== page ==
I have been getting the sense more and more these days that there tends to be less and less of a premium placed on someone who is an expert. Coincidentally, I ran across a blog Post by a Mike Lehr, called the “12 Most Important Unspoken Truths about Experts”. His Blog is called “The 12 Most…”, and you’ll find quite a few posts where he packages things into nice little bundles of a dozen. The link to his post is http://12most.com/2011/07/11/12-important-unspoken-truths-experts/
His blog post is interesting, although I think in many ways, people will misinterpret much of what he says and it will just create more fuel for the fodder of the DIY fires.
Perhaps we bump heads mostly at his last item, #12.
His number 12 explains that the easiest way to become an expert is to call yourself one. I think he’s quite serious. However for many reading his blog, this tends to fuel the fire for much of what I’ve been saying about the internet not being any great repository for truth, but being a place where perceptions rein as King and Queen. I see this sort of posturing as “expert” happening all the time. Individuals who pop up in June in the beginner groups, asking all kinds of rather basic questions, will 3 months later be the ones giving the advice, often perhaps not much more than a cut and paste of the answer they received a short time earlier. Internet time tends to work differently too, whereby somebody might say in March of 2009 that they are just embarking upon a career in XYZ. Later we see posts in January of 2010 where the individual is discussing their “5 years in the business”. By May of 2011, they’re celebrating their 20th anniversary as whatever it is they say they are.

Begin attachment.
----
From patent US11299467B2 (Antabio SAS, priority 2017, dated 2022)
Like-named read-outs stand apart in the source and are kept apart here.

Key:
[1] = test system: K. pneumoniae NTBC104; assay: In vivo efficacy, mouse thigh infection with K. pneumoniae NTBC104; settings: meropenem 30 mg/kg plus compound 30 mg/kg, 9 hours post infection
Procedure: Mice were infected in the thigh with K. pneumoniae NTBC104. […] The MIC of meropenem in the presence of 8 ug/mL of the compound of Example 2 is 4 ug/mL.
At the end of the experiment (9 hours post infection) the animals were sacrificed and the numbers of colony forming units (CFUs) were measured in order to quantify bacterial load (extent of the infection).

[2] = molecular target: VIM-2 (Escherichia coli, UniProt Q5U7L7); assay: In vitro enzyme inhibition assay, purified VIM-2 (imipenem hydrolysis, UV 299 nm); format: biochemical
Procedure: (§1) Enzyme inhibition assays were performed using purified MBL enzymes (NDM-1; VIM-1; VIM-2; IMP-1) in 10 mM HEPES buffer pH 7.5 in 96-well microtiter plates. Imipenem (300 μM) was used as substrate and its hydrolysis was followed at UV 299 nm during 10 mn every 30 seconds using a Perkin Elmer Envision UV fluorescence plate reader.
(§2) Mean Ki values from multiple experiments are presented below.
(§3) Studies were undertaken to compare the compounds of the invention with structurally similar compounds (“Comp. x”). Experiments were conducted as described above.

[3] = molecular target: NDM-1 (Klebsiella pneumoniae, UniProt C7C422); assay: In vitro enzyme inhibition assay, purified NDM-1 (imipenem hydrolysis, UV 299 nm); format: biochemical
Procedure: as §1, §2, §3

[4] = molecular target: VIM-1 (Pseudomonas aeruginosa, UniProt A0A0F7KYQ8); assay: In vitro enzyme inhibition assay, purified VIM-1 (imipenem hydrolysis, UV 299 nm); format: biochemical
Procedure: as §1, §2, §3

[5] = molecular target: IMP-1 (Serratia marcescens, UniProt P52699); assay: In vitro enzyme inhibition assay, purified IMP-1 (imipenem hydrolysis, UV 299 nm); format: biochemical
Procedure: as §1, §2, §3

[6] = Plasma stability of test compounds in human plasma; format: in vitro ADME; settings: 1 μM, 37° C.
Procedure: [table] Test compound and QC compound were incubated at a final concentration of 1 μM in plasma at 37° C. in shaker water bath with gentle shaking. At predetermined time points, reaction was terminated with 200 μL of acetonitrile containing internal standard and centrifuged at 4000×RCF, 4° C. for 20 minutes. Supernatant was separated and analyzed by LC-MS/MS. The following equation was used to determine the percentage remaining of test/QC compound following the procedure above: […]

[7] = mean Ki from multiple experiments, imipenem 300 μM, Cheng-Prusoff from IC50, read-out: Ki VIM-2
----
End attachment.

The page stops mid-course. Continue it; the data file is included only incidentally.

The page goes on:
Sadly though, calling oneself an expert can work. As an an expert, you’re generally not looking to impress other experts, you really just have to fool those that don’t know any better. And along the way this group of fake experts tends to all come together and converge at various points and may in fact support one another.
These experts are generally more concerned with telling people what they think they WANT to hear, rather than making any effort to tell them what they may NEED to hear. Thus attempts to “blow the whistle” on these fake experts are often met by resistance by the other fake experts they have managed to align themselves with, as well as a vast sea of people who represent those who don’t know any better, and will come to the rescue of the fake expert.
The internet’s version of the snake oil salesman, the traveling medicine show, the three card Monte game and the Ponzi scheme all rolled into one.
There is no truth, only perception.
Sadly, often the real experts, who aren’t slick or cool or able to tell people what they want to hear, tend to not be valued much. Their kind of information is often seen as that which one should be able to get for free by doing a simple Google search. And how does one who has actually spent, in some cases, a lifetime dedicated to their craft, their profession and the people they serve, get noticed?
I had a discussion with an author of a best-selling book on Social Media, where I posed a question of her as to whether it made more sense for a person who had adequate knowledge in a particular field to spend time money and energy on improving their craft and/ or skills set or whether that money, time and energy was best spent on web presence and SEO.
Her response was quick and decisive and indicated that in her opinion there were many people who were rather mediocre at what they did, yet managed to make extraordinary amounts of money due to their web presence and SEO.
It seems that we live in a day and age where people are willing to pay the premium to buy tap water in a bottle, perhaps simply wanting to believe it to be of better quality. And with the economy the way it is, causing depression and sadness, we often fall for
the great looking website and the good looking “expert”, who might offer us hope in the form of a $5 bottle of elixir. Once you learn about the bent corner of the queen “trick” in three card Monte, it’s usually too late and you’ve lost your money.